INTRA-VIEWS: Tom Hurlbert

Inter implies between or among, whereas intra implies within (the profession).

The dynamic of this exercise is the following: The architect selects one image of their choice and a brief description of their personal understanding of the profession. While the image serves more as a subjective expression, the introductory text is meant to convey a declaration of intention. Together, these two, form a self-portrait that serves as an introduction or cover for the interview. The interview that follows is based on the text provided, the architect’s work and their area(s) of interest.


Brief description of their personal understanding of the profession:

When I was a 1st year architecture student at Montana State University, they would team you up with a thesis student to help them build their thesis model. I helped my thesis partner build this big elaborate physical model of a fire station in Calgary. It was blending all his ideas about design and community in a very successful way. But I remember feeling challenged in first year studio after a critique and my thesis partner, Greg, I think was his name, said, “don’t sweat it, that’s normal. But by second year if you’re lucky, or at least by third year, you need to get it. If you don’t, you probably never will and you’re never really going to enjoy this. And you’d be surprised how many people around here don’t enjoy architecture.” I was pretty relieved, but when I reached third year, I recalled that conversation and was a bit anxious.  In Physics or Structures classes you might have a specific right answer, but in Studio there are these theoretical and esoteric questions to answer.  One particular project in third year, it was a Norse Viking Museum thing I think, or some other wildly fantastic project, and I really worked hard and immersed myself in it, and my prof, who I respected a great deal, critiqued me and described it as “poetry”. High praise. It was sort of my personal epiphany. And my old thesis partner was right, it’s pretty surprising to see how many architects that don’t seem to really enjoy architecture. But I’m one of the lucky ones.

How do you approach your projects?

TH: In school and as a younger professional I might’ve started first with trying to find a strong concept to inspire the design.  But now I follow the traditional process that seems to drive most successful projects, I try to understand the site, I listen to the client, and develop the program.  Usually we do very quick basic sketches and move into Revit pretty quickly and then redline back and forth between the plan and 3D model.  We’re constantly working internally as a team and with consultants and engineers.  Usually as you work through the process a very strong and authentic underlying current emerges.  In our shop we always want to offer some ideas that come from left field – creative and unexpected solutions.  Sometimes the owner buys into them and sometime the owner tells us to jump off a cliff.  We’ve got some broken bones from jumping off lots of cliffs.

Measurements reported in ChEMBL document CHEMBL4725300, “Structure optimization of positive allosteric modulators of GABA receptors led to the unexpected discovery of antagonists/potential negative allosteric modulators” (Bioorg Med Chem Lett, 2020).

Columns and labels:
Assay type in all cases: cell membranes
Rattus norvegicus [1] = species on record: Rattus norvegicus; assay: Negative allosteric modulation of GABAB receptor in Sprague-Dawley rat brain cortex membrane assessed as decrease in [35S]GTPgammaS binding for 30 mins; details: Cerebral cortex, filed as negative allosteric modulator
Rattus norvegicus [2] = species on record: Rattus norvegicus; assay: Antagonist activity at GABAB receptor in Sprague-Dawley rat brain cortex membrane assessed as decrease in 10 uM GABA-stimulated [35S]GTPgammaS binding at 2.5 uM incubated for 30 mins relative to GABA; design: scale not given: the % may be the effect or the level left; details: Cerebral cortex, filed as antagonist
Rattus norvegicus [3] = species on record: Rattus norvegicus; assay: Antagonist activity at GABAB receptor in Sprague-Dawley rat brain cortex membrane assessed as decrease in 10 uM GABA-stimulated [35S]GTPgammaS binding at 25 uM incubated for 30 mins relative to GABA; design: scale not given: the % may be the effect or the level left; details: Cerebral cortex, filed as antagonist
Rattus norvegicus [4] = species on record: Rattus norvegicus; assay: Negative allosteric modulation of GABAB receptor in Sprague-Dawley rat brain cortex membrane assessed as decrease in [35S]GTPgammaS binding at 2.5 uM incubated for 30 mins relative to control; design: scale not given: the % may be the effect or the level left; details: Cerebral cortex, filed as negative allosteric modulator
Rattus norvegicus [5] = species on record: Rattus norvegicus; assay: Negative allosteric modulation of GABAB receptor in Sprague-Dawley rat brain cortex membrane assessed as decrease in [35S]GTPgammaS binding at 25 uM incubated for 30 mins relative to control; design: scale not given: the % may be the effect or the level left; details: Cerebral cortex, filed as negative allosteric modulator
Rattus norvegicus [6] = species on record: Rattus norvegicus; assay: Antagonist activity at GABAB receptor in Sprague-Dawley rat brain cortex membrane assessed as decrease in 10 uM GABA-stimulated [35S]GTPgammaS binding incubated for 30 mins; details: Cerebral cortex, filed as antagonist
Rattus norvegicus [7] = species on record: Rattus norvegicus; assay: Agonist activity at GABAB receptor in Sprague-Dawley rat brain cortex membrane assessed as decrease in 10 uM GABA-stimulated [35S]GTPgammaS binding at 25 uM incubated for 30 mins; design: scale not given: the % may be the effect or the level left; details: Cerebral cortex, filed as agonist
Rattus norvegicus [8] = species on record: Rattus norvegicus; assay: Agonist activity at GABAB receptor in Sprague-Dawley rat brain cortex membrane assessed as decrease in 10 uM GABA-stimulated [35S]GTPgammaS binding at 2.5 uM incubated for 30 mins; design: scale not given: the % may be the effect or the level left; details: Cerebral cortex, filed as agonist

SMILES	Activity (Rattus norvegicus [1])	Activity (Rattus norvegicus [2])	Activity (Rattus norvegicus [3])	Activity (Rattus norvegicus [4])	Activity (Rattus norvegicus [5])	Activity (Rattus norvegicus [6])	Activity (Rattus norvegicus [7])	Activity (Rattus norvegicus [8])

In which stage of the design process of a project, do you find the most architectural freedom?

TH: Day two.  Day one you meet the owner.  Day two you start trying to drop into their head.  You think, “how would they need to do this, do they really need that here?”. 

To what degree is the competition format and the emphasis on the production of “eye-catching” 2D renderings affecting contemporary practice?

TH: Competitions or RFP’s with design requirements have the creative elements of the school experience that attracted me to the profession in the first place – but without the x-acto knife injuries and the glue fingers.  The part we get grumpy about is when we do lots of conceptual work that doesn’t follow good design process, in that the client really hasn’t shared their needs, priorities, and values, and instead we try to blow them away with fancy graphics and a big logo of their business in lights.  The owner might fall in love with something that might not be the best solution for them.  So it’s hard to design that way from an authenticity standpoint and a business standpoint.

What architects/practices have had an influence on your work?

TH: Some architects that are doing good work right now that I like to check in on are Snow Kreilich, Olsen Kundig, Lake & Flato, Marlon Blackwell, and Hacker.

Do you think a concept such as, “originality,” is possible in our profession? If so, how would you explain it?

TH: I’m less concerned with originality as I am with creativity and authenticity.  New for the sake of new doesn’t make good architecture, and it’s probably not that new anyway.

How would you describe the relationship between architecture and politics?

TH: My dad was a sweet and funny guy, a general contractor by trade who was my hero.  He used to say, and I despised it, “it’s not what you know, it’s who you know.”  There was I time when I thought the best design would always win.  That was a long time ago.  I didn’t always listen to my dad, and sometimes I still don’t.  I say why not give the best a try?

What are the biggest challenges of designing/building in South Dakota? How do you address them?

TH: In a way, we’re lucky in South Dakota.  There’s not a strong architectural vernacular, so we get to be the ones to define it.  It’s also not nearly as litigious as some states and the vast majority of the clients we work with are very thoughtful, kind, and pleasant to be around.  There’s work to be had.  The more we elevate and promote design and architecture, the better the quality of commissions that will come.  It’s corny to say, but I really feel like it’s good and only getting better

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